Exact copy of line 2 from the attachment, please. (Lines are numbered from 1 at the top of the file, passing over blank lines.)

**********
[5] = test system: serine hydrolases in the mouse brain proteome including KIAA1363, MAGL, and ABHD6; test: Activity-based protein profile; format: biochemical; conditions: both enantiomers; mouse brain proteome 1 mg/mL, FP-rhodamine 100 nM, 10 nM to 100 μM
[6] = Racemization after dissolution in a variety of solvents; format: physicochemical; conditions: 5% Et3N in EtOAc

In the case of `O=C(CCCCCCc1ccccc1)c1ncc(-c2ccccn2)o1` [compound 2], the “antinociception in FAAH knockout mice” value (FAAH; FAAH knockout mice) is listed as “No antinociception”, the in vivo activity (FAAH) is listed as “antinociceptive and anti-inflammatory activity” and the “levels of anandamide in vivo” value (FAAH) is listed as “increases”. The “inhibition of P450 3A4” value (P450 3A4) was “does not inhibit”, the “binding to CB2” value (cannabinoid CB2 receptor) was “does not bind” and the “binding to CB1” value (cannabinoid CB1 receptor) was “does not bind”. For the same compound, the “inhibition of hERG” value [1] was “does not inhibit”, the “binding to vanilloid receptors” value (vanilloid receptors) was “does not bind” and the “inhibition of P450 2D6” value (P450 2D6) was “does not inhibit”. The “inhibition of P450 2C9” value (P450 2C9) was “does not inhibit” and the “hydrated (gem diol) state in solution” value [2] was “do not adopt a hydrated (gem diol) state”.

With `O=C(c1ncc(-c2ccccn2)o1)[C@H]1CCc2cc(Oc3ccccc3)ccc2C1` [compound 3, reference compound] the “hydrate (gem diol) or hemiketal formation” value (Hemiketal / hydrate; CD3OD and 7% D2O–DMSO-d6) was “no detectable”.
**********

[6] = Racemization after dissolution in a variety of solvents; format: physicochemical; conditions: 5% Et3N in EtOAc